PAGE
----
My apologies if the title sounds unhygienic, stinky or unparliamentarily. Unlike our decorated and plum parliamentarians, I do care about my language but I accept I do breach it at times when our dear lords stuff us with genuine reasons like the one our beloved poster boy of the critically acclaimed planning function of the Indian Economy had in store for us today.
Words are oozing out and I am helpless. He has come up with something really praiseworthy.
I watched him explaining on a TV channel the Rs. 35 Lakh expenditure with meticulous precision and realized what a versatile personality he is. He was so engrossed in letting us know the facets of his wisdom about making of the grand Indian Planning Commission ‘toilet’ that he even didn’t care that he was looking absolutely comical. Such should be the level of concentration. Dear students, learn something from him. I regret why Mr. Montek Singh Ahluwalia was not at the helm of the affairs during my school days. I could have performed better.
He is keeping his ground firm on devising the ways to lift the living standard of every Indian in one wide sweep. There have been criticisms. He has been berated like anything. But he is taking all with a normal face, just for us. It is Montekonomics.
His latest innovation – a top-down approach to solve one of India’s taboo areas – poor sanitation facilities – the Loonomics, latest tool of Montekonomics!
A United Nations report in 2010 said mobile phones were more common in India than toilets. The report said mobile phone services were reaching to the 45 per cent of the population while, by 2008, just 31 per cent of the population had access to improved sanitation practices.
A UNICEF-WHO Joint Monitoring Report 2010 says nearly 60 per cent of India’s over a billion people still practice open defecation.
According to the Houselisting and Housing Census Data 2011, only 46.9 per cent of the households were having toilets.
Poor sanitary practices are a direct reflection of any country’s poverty. And that seems next mission for Mr. Ahluwalia. He looks so determined as reflected in the way he defended himself and his Rs. 35 Lakh toilets today. Mr. Bindeshwar Pathak of ‘Sulabh International’ might have some tough competition in the future.
The flurry of criticism doesn’t see the potential of the revolution that Mr. Ahluwalia intends to bring in just Rs. 35 Lakh. He has begun it. Millions of houseless Indians can own a house in Rs. 35 Lakh but Loonomics’ thinking goes beyond it. Mr. Montek, it seems, has a dream to equip every Indian with a house of the scale that can accommodate a toilet built at the cost of Rs. 30 Lakh or so. So generous and caring!
He is setting a precedent of sophisticated toilets and clinically proven hygienic practices. I hope the planner in him would already have drawn the roadmap to take this revolution to the last household of the last village of the country. We should not be surprised if Mr. Ahluwalia comes up with a guidebook of ‘toilet etiquettes’ in the near future.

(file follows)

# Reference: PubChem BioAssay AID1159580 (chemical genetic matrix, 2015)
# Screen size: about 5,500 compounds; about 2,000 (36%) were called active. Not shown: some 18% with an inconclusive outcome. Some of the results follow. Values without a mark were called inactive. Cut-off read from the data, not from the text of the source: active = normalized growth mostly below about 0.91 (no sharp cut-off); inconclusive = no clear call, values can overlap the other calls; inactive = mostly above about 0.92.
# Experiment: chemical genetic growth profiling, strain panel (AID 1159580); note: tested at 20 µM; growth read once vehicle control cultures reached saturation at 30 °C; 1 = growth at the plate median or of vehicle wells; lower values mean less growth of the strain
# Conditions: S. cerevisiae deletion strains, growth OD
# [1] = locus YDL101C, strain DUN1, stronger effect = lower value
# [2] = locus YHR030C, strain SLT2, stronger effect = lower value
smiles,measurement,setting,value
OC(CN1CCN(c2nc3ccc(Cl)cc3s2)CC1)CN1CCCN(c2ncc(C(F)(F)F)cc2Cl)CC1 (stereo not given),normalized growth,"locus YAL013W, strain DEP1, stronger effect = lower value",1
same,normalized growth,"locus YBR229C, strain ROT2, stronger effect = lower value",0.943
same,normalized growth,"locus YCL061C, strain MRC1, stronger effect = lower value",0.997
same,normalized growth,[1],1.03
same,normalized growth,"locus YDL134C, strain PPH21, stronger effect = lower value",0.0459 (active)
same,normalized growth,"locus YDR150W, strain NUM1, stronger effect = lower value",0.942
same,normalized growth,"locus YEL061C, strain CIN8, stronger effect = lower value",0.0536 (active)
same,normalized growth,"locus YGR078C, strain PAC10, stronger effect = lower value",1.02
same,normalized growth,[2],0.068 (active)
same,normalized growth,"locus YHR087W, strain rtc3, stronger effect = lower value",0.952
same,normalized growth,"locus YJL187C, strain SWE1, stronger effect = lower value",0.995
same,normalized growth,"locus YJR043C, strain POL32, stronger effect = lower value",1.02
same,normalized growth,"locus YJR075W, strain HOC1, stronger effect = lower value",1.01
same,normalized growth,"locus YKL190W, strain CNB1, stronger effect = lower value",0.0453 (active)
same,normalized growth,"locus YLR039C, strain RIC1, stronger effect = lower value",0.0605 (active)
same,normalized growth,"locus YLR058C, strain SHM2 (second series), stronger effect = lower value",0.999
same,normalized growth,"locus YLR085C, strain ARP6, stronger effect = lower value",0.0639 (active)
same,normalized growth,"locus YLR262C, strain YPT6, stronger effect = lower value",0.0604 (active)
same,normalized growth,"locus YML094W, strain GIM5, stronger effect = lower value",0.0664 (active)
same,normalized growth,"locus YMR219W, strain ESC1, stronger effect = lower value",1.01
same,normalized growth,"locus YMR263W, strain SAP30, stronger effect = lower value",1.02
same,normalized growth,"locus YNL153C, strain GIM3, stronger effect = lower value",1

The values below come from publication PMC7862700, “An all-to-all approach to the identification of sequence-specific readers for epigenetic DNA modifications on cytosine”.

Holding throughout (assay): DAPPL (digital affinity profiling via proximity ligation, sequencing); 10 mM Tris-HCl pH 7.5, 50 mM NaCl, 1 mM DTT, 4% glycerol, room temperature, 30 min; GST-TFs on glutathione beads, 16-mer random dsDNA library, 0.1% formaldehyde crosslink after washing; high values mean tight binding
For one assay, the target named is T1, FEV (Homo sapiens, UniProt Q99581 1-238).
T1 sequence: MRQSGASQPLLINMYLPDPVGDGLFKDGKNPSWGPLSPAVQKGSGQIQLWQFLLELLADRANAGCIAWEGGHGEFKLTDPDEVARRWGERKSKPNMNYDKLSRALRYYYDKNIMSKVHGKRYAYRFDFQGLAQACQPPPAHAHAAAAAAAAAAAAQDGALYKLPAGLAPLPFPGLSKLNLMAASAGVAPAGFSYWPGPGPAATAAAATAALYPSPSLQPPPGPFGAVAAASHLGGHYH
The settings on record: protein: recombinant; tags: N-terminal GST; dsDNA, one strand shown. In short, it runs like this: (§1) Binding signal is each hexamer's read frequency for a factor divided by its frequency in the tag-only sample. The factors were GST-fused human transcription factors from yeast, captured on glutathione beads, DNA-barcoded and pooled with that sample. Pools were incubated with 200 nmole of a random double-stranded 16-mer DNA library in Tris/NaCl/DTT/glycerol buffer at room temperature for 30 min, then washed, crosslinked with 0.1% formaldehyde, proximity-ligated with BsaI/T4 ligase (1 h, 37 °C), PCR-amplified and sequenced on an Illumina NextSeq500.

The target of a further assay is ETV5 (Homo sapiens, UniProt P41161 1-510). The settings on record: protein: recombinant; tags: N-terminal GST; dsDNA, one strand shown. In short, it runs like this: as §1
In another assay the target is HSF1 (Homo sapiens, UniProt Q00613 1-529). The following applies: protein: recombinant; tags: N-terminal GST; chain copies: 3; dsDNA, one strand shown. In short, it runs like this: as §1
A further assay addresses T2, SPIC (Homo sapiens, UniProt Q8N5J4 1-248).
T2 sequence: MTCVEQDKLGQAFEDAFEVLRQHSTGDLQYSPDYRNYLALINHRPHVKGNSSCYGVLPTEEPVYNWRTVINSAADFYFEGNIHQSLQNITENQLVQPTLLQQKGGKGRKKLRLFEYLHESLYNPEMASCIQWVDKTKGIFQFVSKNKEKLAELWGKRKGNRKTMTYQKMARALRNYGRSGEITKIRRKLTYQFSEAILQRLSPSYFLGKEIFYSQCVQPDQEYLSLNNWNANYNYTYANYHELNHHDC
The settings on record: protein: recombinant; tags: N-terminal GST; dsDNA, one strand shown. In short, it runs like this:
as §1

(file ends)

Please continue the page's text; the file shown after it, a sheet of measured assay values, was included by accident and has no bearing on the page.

Montek Singh Ahluwalia is the ill-understood planning geek, who, like a wandering sage, keeps on roaming across the world, to explore and so to serve the country (us) with transformational ideas. Why the fuss if he prefers to go first class spending around Rs. 2 Lakh a day on him. After all, he is a creative economist and needs physical comfort to exercise his mental excellence that produces such path-breaking ideas.
I don’t know why everyone is targeting him for over-expenditure after P. Sainath’s ‘austerity’ article on him. Being the close friend of our economist prime minister, Mr. Ahluwalia knows very well that the Indian government’s austerity drives are always sham. It is just a symbolic gesture for the stupid common man. So there is no question of our dear economic planner (or in that case, the other lords ruing over us) taking such a crap in the name of austerity that may affect his mental health and so the excellence.
It is not the first instance of the flow of refined intelligence from the poster boy who has held tight his stand on issues like a cowboy; a gem whom our dear prime minister was adamant to make the finance minister of the country but couldn’t succeed due to some ignorant and irrational party members.
Another gem by him proves the clarity of his mental finesse - after all, his miraculous calculation of urban and rural poverty lines at Rs. 32 and Rs. 26 has lifted so many of us above the poverty quagmire, even if it is a notional one. Don’t you see the ‘feel-good’ feeling has started trickling down? You know, now, just 29.9 per cent of us are below the poverty line.
This is the sheer power of Montekonomics, reducing the poverty in India, from over 65 per cent BPL (below-the-poverty-line) population to just a quarter of the Indian population, and that too, in just few countable years.
Great! We have Montek. I believe Mr. Montek will never disappoint us. He will keep on coming with innovative variations of Montekonomics. Yesterday, it was power politics of the ‘Povertynomics’; today it is the ‘Loonomics’, a patent-class Montek way to promote health and sanitation practices.
Montek Singh Ahluwalia rocks. :)